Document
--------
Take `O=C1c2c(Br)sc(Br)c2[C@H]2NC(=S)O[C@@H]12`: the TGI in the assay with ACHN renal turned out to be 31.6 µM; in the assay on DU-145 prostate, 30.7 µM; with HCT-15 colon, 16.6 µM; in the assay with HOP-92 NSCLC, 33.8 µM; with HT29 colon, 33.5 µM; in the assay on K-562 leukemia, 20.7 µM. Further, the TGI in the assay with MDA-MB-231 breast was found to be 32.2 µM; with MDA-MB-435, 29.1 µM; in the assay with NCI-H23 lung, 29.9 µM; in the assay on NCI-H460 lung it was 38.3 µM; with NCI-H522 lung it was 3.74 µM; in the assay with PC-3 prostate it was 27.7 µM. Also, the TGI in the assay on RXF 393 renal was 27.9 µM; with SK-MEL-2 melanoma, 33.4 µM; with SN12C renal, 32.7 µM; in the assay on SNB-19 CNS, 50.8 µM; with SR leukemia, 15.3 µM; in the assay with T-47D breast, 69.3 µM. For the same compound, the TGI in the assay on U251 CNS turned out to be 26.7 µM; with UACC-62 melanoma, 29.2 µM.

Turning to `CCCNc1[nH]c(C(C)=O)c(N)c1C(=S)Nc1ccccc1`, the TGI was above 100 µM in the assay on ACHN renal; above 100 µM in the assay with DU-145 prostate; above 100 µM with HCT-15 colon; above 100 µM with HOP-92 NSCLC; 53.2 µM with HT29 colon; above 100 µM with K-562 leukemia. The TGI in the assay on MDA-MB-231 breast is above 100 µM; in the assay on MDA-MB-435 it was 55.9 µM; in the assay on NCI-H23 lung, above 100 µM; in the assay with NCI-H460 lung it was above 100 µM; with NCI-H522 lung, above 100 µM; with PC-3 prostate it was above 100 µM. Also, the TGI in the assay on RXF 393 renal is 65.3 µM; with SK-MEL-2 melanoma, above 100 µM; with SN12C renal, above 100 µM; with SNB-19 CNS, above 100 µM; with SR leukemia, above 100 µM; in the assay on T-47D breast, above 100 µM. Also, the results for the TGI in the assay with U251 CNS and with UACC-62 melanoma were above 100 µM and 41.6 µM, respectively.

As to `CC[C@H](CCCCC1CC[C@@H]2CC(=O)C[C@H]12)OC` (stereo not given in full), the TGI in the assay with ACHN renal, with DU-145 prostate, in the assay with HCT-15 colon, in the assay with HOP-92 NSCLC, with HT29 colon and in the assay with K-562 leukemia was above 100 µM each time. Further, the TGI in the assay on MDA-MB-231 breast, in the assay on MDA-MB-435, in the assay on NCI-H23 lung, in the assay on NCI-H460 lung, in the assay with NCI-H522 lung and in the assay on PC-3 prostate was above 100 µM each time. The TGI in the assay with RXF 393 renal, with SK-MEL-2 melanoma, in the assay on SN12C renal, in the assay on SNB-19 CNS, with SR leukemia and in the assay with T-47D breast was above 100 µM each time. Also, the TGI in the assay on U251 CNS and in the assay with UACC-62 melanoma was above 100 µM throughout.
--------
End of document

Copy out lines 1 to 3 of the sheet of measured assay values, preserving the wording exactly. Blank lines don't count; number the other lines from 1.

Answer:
Take `O=C1c2c(Br)sc(Br)c2[C@H]2NC(=S)O[C@@H]12`: the TGI in the assay with ACHN renal turned out to be 31.6 µM; in the assay on DU-145 prostate, 30.7 µM; with HCT-15 colon, 16.6 µM; in the assay with HOP-92 NSCLC, 33.8 µM; with HT29 colon, 33.5 µM; in the assay on K-562 leukemia, 20.7 µM. Further, the TGI in the assay with MDA-MB-231 breast was found to be 32.2 µM; with MDA-MB-435, 29.1 µM; in the assay with NCI-H23 lung, 29.9 µM; in the assay on NCI-H460 lung it was 38.3 µM; with NCI-H522 lung it was 3.74 µM; in the assay with PC-3 prostate it was 27.7 µM. Also, the TGI in the assay on RXF 393 renal was 27.9 µM; with SK-MEL-2 melanoma, 33.4 µM; with SN12C renal, 32.7 µM; in the assay on SNB-19 CNS, 50.8 µM; with SR leukemia, 15.3 µM; in the assay with T-47D breast, 69.3 µM. For the same compound, the TGI in the assay on U251 CNS turned out to be 26.7 µM; with UACC-62 melanoma, 29.2 µM.

Turning to `CCCNc1[nH]c(C(C)=O)c(N)c1C(=S)Nc1ccccc1`, the TGI was above 100 µM in the assay on ACHN renal; above 100 µM in the assay with DU-145 prostate; above 100 µM with HCT-15 colon; above 100 µM with HOP-92 NSCLC; 53.2 µM with HT29 colon; above 100 µM with K-562 leukemia. The TGI in the assay on MDA-MB-231 breast is above 100 µM; in the assay on MDA-MB-435 it was 55.9 µM; in the assay on NCI-H23 lung, above 100 µM; in the assay with NCI-H460 lung it was above 100 µM; with NCI-H522 lung, above 100 µM; with PC-3 prostate it was above 100 µM. Also, the TGI in the assay on RXF 393 renal is 65.3 µM; with SK-MEL-2 melanoma, above 100 µM; with SN12C renal, above 100 µM; with SNB-19 CNS, above 100 µM; with SR leukemia, above 100 µM; in the assay on T-47D breast, above 100 µM. Also, the results for the TGI in the assay with U251 CNS and with UACC-62 melanoma were above 100 µM and 41.6 µM, respectively.

As to `CC[C@H](CCCCC1CC[C@@H]2CC(=O)C[C@H]12)OC` (stereo not given in full), the TGI in the assay with ACHN renal, with DU-145 prostate, in the assay with HCT-15 colon, in the assay with HOP-92 NSCLC, with HT29 colon and in the assay with K-562 leukemia was above 100 µM each time. Further, the TGI in the assay on MDA-MB-231 breast, in the assay on MDA-MB-435, in the assay on NCI-H23 lung, in the assay on NCI-H460 lung, in the assay with NCI-H522 lung and in the assay on PC-3 prostate was above 100 µM each time. The TGI in the assay with RXF 393 renal, with SK-MEL-2 melanoma, in the assay on SN12C renal, in the assay on SNB-19 CNS, with SR leukemia and in the assay with T-47D breast was above 100 µM each time. Also, the TGI in the assay on U251 CNS and in the assay with UACC-62 melanoma was above 100 µM throughout.